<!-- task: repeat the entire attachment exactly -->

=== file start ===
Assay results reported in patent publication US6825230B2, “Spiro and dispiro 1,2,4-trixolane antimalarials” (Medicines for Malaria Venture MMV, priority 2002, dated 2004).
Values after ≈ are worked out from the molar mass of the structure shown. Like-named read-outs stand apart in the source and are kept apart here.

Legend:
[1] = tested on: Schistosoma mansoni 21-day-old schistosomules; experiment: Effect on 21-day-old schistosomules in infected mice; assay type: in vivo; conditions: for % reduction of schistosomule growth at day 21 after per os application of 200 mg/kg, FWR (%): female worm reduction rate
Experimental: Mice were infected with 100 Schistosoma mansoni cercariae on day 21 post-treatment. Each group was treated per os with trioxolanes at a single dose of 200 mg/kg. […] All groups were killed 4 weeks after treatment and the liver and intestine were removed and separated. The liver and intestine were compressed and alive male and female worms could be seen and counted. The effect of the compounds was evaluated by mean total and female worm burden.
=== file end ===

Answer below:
Assay results reported in patent publication US6825230B2, “Spiro and dispiro 1,2,4-trixolane antimalarials” (Medicines for Malaria Venture MMV, priority 2002, dated 2004).
Values after ≈ are worked out from the molar mass of the structure shown. Like-named read-outs stand apart in the source and are kept apart here.

Legend:
[1] = tested on: Schistosoma mansoni 21-day-old schistosomules; experiment: Effect on 21-day-old schistosomules in infected mice; assay type: in vivo; conditions: for % reduction of schistosomule growth at day 21 after per os application of 200 mg/kg, FWR (%): female worm reduction rate
Experimental: Mice were infected with 100 Schistosoma mansoni cercariae on day 21 post-treatment. Each group was treated per os with trioxolanes at a single dose of 200 mg/kg. […] All groups were killed 4 weeks after treatment and the liver and intestine were removed and separated. The liver and intestine were compressed and alive male and female worms could be seen and counted. The effect of the compounds was evaluated by mean total and female worm burden.